In the past couple of months, in prospecting for real estate clients in Denver, Aurora, and Golden,, I’ve spoken to more than 200 people at their front doors. That’s a lot of people, although it’s tracking much slower than a target I set for myself in mid-October. At that time I resolved to make 1,000 new contacts before the end of the year. With 19 days left, it looks like maybe I won’t make it.
To count toward my goal, the encounter must include an actual face-to-face conversation. It counts even if the result is a polite “no thanks.” (Even the impolite ones count.) But I do not count "attempts" or doors knocked. Those are far more numerous, of course. I would guess my hit rate has been about 10 or 15 percent. I plan to start measuring this.
Obviously this form or marketing is done not just by Realtors but by political candidates, solar equipment salespeople, and all sorts of petition pushers. I’ve encountered many door knockers at my own home, and I’ve often found them be annoying and at times even overbearing.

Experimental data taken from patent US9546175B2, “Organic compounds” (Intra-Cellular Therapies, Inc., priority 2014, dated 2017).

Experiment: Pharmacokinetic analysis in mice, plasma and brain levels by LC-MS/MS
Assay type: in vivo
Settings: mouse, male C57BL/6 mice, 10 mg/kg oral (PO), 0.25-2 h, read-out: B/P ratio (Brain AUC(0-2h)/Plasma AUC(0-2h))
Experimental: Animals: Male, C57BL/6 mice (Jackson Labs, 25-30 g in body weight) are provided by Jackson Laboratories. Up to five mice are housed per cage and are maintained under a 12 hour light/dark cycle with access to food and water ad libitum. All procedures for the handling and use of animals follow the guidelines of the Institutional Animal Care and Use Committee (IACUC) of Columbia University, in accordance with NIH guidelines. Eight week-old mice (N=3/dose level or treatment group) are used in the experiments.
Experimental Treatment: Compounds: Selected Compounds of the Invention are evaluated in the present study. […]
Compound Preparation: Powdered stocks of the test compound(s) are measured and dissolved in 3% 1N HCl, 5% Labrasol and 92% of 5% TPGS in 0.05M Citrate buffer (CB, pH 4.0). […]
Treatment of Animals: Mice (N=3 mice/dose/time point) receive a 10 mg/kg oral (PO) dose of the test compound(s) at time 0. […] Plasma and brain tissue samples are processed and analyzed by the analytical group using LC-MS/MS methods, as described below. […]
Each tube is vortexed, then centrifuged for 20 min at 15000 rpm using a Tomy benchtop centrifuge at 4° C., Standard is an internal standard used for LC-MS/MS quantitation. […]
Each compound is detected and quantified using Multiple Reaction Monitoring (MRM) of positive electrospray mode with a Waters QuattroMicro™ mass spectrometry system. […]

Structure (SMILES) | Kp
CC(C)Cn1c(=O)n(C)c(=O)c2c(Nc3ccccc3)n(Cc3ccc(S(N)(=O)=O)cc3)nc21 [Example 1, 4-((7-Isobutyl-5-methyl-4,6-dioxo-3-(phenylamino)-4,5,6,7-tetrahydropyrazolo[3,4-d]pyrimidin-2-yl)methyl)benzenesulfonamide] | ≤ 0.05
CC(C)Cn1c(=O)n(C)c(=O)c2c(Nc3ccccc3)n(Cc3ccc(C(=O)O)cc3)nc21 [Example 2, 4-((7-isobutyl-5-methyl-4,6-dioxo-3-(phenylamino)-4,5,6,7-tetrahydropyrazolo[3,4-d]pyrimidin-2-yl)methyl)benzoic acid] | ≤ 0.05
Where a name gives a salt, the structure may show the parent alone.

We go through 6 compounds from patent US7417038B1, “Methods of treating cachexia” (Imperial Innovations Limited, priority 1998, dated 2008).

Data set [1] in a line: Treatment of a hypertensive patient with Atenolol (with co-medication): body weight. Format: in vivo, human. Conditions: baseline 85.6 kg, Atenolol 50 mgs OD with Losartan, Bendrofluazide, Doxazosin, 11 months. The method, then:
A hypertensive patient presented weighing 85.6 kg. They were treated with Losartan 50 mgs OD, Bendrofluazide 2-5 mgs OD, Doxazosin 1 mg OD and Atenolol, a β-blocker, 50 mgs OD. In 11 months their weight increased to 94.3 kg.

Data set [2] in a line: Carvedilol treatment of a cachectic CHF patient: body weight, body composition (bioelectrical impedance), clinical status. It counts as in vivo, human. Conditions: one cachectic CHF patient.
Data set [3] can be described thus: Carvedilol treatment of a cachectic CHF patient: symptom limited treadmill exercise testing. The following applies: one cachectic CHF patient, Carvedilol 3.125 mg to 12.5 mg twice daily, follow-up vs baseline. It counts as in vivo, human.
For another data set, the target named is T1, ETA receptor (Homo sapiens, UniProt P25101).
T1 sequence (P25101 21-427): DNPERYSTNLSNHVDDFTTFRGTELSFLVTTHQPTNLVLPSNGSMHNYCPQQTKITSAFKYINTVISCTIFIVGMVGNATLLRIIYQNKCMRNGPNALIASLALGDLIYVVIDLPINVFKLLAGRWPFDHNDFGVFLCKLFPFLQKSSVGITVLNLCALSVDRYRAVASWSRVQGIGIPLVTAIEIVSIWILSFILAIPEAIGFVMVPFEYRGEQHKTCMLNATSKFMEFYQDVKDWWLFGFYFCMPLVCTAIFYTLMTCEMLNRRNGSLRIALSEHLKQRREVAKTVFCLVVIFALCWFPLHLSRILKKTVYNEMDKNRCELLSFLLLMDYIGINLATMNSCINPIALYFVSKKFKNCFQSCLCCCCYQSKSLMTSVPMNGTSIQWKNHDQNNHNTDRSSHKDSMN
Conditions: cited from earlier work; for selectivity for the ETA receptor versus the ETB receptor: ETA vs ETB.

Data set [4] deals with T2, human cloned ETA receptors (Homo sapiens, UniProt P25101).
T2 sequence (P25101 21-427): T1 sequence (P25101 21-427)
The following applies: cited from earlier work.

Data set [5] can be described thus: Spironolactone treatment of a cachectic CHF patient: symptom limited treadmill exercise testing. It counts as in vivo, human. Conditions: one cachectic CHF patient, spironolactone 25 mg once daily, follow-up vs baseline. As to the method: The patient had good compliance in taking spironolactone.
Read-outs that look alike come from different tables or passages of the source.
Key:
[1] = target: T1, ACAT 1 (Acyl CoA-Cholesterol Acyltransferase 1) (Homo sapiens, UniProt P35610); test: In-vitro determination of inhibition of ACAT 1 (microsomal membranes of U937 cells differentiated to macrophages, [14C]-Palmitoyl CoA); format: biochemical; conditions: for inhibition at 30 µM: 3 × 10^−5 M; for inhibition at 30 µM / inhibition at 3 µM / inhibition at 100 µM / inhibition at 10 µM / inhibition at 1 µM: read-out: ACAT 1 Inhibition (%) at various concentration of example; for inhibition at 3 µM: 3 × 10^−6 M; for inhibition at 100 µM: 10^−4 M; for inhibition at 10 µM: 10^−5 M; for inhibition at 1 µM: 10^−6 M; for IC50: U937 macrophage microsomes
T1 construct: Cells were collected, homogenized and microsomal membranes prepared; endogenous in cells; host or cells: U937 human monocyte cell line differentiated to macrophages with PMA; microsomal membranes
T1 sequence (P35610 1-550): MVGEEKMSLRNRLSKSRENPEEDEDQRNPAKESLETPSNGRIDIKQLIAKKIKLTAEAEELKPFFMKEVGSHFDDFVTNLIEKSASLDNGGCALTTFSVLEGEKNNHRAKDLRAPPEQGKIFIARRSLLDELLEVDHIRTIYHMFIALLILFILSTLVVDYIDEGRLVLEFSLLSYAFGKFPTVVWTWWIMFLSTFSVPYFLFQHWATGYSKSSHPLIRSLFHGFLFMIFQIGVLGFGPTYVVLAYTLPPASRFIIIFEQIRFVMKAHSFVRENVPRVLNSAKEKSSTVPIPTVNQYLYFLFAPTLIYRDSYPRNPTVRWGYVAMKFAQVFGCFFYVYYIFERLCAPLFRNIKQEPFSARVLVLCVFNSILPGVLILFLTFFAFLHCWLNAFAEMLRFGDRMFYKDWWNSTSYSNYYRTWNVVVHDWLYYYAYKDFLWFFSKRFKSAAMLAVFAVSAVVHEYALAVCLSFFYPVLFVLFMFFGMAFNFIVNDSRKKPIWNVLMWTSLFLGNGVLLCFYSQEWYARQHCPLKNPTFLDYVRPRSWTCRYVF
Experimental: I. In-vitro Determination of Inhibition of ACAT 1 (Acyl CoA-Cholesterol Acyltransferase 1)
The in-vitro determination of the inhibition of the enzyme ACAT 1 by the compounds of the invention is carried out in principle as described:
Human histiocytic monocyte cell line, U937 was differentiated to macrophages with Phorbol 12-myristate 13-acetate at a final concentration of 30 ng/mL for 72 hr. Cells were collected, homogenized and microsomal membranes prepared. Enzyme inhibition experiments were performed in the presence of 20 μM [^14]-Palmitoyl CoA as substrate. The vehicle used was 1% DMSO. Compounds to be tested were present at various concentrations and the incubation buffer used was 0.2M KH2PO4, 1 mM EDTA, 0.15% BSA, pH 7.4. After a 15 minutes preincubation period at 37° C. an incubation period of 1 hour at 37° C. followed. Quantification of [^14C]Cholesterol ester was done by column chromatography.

My own approach is to make my pitch as concisely as possible, then let them respond. My opening line goes something like this. “Hi, I’m Tom LaRocque. I’m a real estate broker, and I was just showing some homes in the area. I’m always looking for more sellers and listings. Do you know anyone who might be ready to sell a home?”
Usually the response is negative. (I’ll write more about the varieties of no in another post.) When there is no apparent interest, my response is “thank you,” and I quickly turn and walk away. Such a hasty retreat is not necessarily consistent with the advice of sales coaches and gurus. Many say you should keep probing and pushing. Do you know anyone who is moving out of town, or sending their kid to college, or getting divorced? Help them think of the potential sellers in their lives. Also ask about buyers, not just sellers.
To me that sort of questioning is a bit too personal to be asking someone who just met me, and not voluntarily. I've made my pitch, and if there is no apparent interest, I'll say thank you and walk away. (Maybe a bit too quickly.) If there is any hint of curiosity about what I do, I'll leave a flyer or business card. That’s my approach, for better or worse. I am always in the business of self-improvement, hopefully, and open to suggestions about how to do it better.